Page last updated at 18:10 GMT, Monday, 15 October 2012 19:10 UK

Savile scandal: Miller rejects call for independent inquiry

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Culture Secretary Maria Miller has dismissed calls for an independent inquiry into the Sir Jimmy Savile scandal.

Answering an urgent question on the BBC's response to the scandal on 15 October 2012 tabled by Conservative MP Rob Wilson, Mrs Miller said she was confident the corporation was treating the allegations "very seriously".

It had launched a number of investigations into different aspects of the scandal, she noted.

Police believe Savile may have sexually abused 60 people since 1959.

Labour deputy leader Harriet Harman told MPs that Savile's "exulted" status within the corporation allowed him to act with impunity.

She urged the BBC to review its child protection procedures and handling of whistle-blowing cases.

"Everyone has been sickened by the vile abuse perpetrated by Jimmy Savile. It's impossible to overstate the suffering he caused to those he abused.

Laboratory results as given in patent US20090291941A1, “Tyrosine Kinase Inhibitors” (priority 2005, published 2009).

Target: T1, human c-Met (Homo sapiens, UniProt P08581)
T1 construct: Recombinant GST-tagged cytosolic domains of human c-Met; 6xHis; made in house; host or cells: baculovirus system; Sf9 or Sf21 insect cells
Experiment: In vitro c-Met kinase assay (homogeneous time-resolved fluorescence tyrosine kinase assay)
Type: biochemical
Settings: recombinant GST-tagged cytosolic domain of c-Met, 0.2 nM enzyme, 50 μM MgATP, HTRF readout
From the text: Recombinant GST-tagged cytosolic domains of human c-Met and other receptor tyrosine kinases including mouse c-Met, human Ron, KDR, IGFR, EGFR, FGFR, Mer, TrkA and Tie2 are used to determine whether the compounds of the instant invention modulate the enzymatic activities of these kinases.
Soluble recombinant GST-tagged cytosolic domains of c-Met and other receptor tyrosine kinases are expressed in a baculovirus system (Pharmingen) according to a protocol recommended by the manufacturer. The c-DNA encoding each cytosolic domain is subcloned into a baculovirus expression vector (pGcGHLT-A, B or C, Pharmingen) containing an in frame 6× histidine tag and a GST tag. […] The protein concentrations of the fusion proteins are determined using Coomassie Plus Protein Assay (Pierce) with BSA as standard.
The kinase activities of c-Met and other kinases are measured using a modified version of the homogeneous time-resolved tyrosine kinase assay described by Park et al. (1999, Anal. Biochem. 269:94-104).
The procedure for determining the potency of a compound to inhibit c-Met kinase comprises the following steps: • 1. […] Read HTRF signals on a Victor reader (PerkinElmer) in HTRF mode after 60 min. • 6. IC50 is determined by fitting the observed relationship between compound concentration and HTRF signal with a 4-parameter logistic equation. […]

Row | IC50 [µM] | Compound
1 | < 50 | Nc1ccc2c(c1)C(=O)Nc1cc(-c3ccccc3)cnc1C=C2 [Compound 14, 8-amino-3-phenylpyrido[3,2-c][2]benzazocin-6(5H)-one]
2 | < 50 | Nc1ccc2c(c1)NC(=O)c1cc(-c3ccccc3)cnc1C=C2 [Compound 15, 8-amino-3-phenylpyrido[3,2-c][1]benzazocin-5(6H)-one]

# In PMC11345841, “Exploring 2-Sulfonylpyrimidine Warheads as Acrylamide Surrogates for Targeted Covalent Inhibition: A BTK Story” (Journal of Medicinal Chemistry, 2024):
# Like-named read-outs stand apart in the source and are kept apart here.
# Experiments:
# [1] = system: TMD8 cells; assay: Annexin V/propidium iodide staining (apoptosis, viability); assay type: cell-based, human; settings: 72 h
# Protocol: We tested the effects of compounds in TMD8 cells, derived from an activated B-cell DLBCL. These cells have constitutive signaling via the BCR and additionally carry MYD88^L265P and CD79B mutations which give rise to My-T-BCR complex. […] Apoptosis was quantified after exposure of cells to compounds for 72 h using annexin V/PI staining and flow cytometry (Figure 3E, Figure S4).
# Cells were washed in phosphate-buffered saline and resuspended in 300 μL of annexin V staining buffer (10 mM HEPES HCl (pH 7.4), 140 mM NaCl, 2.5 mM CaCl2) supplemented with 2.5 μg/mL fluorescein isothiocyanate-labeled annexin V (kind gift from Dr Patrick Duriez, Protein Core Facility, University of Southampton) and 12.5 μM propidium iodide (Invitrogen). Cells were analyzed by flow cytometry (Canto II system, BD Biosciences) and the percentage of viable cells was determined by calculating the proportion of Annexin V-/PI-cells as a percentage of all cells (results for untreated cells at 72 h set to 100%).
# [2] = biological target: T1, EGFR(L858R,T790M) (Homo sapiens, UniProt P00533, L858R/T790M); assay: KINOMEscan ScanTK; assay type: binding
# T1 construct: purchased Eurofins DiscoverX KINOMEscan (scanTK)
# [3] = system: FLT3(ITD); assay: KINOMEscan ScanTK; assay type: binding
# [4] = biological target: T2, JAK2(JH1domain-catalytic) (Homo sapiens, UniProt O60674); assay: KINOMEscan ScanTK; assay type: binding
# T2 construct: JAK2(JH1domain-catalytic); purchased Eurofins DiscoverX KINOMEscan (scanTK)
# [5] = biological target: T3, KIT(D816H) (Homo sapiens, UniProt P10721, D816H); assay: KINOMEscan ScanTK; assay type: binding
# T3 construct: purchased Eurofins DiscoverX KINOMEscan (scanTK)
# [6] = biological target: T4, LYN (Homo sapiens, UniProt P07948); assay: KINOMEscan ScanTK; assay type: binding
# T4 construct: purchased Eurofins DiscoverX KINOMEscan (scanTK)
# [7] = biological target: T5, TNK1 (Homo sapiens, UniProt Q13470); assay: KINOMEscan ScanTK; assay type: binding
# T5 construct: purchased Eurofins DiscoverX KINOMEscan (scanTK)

"What has deepened the revulsion is that this happened at the BBC, an institution so loved and trusted it is known as Auntie.

"This has cast a stain on the BBC."

Mrs Miller said: "These are undoubtedly very serious matters that have wide-ranging implications for a number of public institutions, not just the BBC.

"It is now crucial we understand what went wrong and how it can be put right."

Mr Wilson, the MP for Reading East, said the BBC faced more questions than other public institutions because the abuse took place on their premises while Savile was one of its employees.

He also argued there were worrying concerns about how the BBC had dealt with the scandal since the allegations first came to light.

"Any hint of a cover-up by the BBC of its own role in this dreadful affair will cause huge damage to public and audience trust," he warned.

"I have a number of major concerns that the investigations announced by the BBC will not be sufficiently independent, transparent and robust to give the public confidence."

In reply, Mrs Miller said there was no need for a wider inquiry while the police investigation was going on.

It was crucial detectives were allowed to continue their investigation "unfettered" by other inquiries, she said.

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